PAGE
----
Subsidies worth $25 billion (£12.5 billion) will be awarded to the biofuels industry in the US, Canada and the European Union by 2015.
That is the conclusion of the Organisation for Economic Cooperation and Development (OECD) who estimated that subsidies totaled $11 billion (£5.5 billion) in 2006.
The OECD said that the industry was "highly" dependant on support in the form of tax breaks, financial aid, import tariffs and compulsory usage.
Under EU guidelines designed to cut carbon dioxide emissions from fossil fuels, it aims to have ten per cent of its transport fuels coming from biofuels by 2020.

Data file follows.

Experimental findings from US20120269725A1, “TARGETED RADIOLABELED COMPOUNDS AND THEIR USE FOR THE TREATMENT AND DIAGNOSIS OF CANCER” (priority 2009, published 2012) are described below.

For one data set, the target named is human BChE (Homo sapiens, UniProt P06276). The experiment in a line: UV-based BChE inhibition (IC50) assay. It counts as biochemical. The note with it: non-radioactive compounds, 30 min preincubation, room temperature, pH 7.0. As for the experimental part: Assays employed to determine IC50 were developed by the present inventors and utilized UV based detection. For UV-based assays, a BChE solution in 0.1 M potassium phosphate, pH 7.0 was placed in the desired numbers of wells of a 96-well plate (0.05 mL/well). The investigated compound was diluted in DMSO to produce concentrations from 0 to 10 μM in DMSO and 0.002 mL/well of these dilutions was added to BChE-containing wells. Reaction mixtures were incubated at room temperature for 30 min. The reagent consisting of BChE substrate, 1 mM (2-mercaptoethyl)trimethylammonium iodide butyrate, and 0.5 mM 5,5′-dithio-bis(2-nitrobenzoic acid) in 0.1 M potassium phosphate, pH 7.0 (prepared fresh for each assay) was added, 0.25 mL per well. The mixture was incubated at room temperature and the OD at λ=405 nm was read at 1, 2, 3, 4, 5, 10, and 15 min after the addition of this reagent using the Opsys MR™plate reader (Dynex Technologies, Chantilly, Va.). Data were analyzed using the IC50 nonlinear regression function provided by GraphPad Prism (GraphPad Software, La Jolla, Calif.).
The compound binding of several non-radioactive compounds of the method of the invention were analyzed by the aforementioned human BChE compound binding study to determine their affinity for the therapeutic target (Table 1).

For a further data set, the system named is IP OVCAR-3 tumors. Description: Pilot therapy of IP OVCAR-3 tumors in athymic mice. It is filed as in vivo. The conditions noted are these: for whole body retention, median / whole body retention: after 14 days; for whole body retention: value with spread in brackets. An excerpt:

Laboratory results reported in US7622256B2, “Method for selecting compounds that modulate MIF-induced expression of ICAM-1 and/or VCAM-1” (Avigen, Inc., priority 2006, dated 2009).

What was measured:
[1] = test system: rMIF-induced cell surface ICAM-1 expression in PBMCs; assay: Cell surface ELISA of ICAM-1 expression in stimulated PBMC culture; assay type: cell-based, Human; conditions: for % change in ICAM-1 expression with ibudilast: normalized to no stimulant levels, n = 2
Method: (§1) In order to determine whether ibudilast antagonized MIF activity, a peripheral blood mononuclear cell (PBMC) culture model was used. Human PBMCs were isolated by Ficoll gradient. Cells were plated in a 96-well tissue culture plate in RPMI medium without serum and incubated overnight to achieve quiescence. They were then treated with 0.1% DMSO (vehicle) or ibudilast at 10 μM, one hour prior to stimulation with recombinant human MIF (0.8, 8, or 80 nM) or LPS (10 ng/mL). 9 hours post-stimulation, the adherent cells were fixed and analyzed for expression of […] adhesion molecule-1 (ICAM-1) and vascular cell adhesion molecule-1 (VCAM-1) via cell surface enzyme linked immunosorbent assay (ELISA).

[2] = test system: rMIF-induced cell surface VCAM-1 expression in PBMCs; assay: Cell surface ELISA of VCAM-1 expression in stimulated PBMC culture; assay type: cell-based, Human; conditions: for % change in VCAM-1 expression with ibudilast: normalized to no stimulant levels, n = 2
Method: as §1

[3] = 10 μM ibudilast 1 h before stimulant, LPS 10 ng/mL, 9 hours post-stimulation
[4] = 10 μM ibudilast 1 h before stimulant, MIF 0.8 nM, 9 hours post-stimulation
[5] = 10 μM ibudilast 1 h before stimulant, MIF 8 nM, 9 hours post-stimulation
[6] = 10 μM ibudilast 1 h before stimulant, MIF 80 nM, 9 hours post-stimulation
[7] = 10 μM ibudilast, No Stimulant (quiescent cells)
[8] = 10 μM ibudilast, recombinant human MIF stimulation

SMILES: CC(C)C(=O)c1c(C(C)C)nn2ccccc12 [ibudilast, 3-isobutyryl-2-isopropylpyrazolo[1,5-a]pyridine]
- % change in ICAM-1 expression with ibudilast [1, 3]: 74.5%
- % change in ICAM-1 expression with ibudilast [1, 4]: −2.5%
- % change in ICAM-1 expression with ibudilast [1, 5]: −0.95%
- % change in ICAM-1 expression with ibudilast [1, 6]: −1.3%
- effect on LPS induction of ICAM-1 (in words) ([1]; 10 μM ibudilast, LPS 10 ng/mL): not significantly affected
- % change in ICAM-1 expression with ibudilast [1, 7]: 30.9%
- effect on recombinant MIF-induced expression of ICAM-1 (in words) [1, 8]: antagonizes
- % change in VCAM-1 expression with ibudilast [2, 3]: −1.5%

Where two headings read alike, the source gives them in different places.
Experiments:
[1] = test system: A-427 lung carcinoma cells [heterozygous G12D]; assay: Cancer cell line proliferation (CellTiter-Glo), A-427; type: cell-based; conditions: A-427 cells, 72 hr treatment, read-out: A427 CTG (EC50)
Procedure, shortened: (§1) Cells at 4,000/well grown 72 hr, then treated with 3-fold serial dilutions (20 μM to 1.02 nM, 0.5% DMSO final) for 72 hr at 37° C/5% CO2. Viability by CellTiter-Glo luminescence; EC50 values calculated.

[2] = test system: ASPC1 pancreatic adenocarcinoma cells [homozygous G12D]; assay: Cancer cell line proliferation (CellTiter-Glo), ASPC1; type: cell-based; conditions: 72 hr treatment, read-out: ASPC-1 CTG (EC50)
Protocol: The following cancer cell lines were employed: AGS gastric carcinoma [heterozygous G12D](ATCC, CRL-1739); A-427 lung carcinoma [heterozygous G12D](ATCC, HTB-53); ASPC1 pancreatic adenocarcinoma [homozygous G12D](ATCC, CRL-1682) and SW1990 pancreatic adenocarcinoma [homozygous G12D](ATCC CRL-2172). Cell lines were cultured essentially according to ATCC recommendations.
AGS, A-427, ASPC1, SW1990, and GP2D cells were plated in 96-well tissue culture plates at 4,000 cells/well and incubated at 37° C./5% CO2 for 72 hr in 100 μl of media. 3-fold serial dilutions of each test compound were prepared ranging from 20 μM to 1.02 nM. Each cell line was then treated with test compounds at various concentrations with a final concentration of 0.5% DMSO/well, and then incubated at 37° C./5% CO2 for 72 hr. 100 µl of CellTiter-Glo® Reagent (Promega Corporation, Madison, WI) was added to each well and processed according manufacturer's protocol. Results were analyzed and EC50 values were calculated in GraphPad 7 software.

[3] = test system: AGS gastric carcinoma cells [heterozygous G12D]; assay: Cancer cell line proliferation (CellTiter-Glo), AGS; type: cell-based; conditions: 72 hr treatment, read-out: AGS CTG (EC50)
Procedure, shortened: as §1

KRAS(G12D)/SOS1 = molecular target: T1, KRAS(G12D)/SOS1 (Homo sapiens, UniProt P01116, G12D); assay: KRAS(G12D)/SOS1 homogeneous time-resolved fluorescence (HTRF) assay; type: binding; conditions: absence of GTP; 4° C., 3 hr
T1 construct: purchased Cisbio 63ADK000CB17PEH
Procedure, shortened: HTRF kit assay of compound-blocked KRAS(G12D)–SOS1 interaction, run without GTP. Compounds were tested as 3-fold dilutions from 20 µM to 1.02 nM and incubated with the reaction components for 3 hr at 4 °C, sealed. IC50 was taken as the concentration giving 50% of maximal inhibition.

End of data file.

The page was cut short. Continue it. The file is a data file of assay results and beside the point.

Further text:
Debate about whether the production of biofuels has caused food prices to rise continues.
According to the International Monetary Fund, their production has caused 20 to 30 per cent of recent gains in food prices.
A recently leaked confidential report from the World Bank stated that biofuels had forced global food prices up by as much as 75 per cent.
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